If you live in the Philippines, the big news of the day is sorrow and anger that China has executed three of our OFW (overseas foreign workers) for carrying drugs into China.
The anger is partly because two of the “drug mules” were women with families, and many Filipinos who have family members overseas shudder at the danger faced by their family members. You see, here in the provinces, nearly every family who is middle class or poor has family members working overseas or on ships. If you are educated, the job as a nurse or caretaker or skilled worker gives you some protection, but many are minimally educated poor people who work at unskilled jobs as maids, nannies, factory workers,Â drivers etc. who send their wages home to support their family. This is, alas, the only way open to many to try to raise their family out of poverty, and many of our educated middle class can thank a parent, an aunt, an uncle, etc. who sacrificed their own careers so that they could support their families and pay for their education.
To those who are poor and have few chances to earn a decent wage, the chance of making money carrying a package is tempting.
According to PDEA data, drug syndicates pay mules up to $3,000 for each successful trip. Some are recruited as tourists, while others are promised jobs abroad.
Yes, one of the women claimed she wasn’t aware of what was in the suitcase, but that was deliberate ignorance: after all, it could have been a bomb. And that is the scary part. You see, two of these people actually flew to China from Philippine airports. Last time I traveled, our bags and our person were checked twice. Since one suspects these three condemned criminals are only the tip of the iceburg,Â one can only conclude that there are payoffs to someone to overlook such things, not exactly a comfortable idea in these days of terrorist bombs.
On one hand, one has little sympathy for these people: they were carrying heroin, a killer drug that has spawned an HIV epidemic in China. Nor is being poor an excuse to commit a crime that could result in the deaths by overdose, criminal actions, addiction or HIV of those who use the illegal substance.
Yet their poverty and desperation do mitigate their behavior somewhat in the scales of justice, and there is a lot of anger that these “drug mules” will lose their lives while the many rich who make money off of the drug trade and corruption get away scot free.
You see, Heroin is not grown in the Philippines: It is trafficked here from Thailand or Pakistan on the way to other countries, not just China but the US and Canada. So who bought it there, smuggled it here, and then arranged for someone to contact these workers?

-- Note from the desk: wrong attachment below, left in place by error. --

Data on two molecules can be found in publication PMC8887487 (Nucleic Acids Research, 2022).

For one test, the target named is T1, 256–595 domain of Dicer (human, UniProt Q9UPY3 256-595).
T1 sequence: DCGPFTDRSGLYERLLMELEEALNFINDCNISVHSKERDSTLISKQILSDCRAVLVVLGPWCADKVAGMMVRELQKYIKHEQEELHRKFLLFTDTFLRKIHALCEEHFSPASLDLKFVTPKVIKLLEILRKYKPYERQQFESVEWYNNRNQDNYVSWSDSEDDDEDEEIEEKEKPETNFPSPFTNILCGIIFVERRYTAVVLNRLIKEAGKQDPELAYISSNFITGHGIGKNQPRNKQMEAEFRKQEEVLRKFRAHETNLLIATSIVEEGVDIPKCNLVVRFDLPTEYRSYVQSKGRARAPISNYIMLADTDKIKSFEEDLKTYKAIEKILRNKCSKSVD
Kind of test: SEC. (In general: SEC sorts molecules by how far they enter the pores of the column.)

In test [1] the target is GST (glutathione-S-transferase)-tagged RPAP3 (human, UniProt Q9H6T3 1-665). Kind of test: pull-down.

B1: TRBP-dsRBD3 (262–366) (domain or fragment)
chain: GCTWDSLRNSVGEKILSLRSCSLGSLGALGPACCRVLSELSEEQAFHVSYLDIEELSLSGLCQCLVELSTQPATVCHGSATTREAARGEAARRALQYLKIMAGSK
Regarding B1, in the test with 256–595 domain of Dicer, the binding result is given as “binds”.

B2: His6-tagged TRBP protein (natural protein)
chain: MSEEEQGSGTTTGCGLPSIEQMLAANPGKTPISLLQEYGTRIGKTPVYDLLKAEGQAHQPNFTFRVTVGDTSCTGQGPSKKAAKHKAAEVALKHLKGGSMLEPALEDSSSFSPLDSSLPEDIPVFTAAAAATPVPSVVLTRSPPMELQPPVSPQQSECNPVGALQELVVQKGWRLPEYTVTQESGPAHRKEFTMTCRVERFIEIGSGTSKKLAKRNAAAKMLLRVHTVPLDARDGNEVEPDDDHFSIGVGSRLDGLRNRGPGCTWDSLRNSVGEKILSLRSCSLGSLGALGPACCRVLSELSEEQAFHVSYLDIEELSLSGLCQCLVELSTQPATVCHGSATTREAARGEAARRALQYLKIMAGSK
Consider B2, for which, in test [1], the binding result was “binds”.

But the intertwining of drugs and corruption is an ongoing problem, especially when money allows the powerful to get away with it. Here, the main problem is “shabu” (methamphetamine) and marijuana, and it is also a major source of corruption in some areas.
The rich who supervise the business of growing, exporting, importing, smuggling of drugs, the rich who bribe policemen, military, local officials to look the other way, the rich who think their hard working lives entitles them to use drugs to get high, the rich who allow corruption at all levels of society.
So where is the church in all of this? Praying for the souls of the condemned, fighting against the death penalty all over the world (it is no longer allowed here). Yes the local pastors and priests preach against drug use, promiscuity and illegal gambling, but naming names is another thing. Not only might it get you sued for libel, it could result in someone claiming you were taking bribes or doing naughty things, or even could get you hurt.
One trusts that the sufferings of these victims in jail and their obvious repentance will speed them quickly to a place in heaven where “God will wipe their tears away”.
But what about those who benefit financially from the tears of the families of those harmed or killed or suffering from drugs? Yes, I read in the US there is a new book that claims that there isn’t really a “hell” because we’re all such good people, but I wonder…I seem to remember what a certain sardonic Jewish carpenter said about those who tempted the “little ones” of God to sin…something like they needed to be thrown into a lake with a millstone around their neck.
Sounds good to me.
Nancy Reyes is a retired physician living in the rural Philippines. She blogs at Finest Kind Clinic and Fishmarket.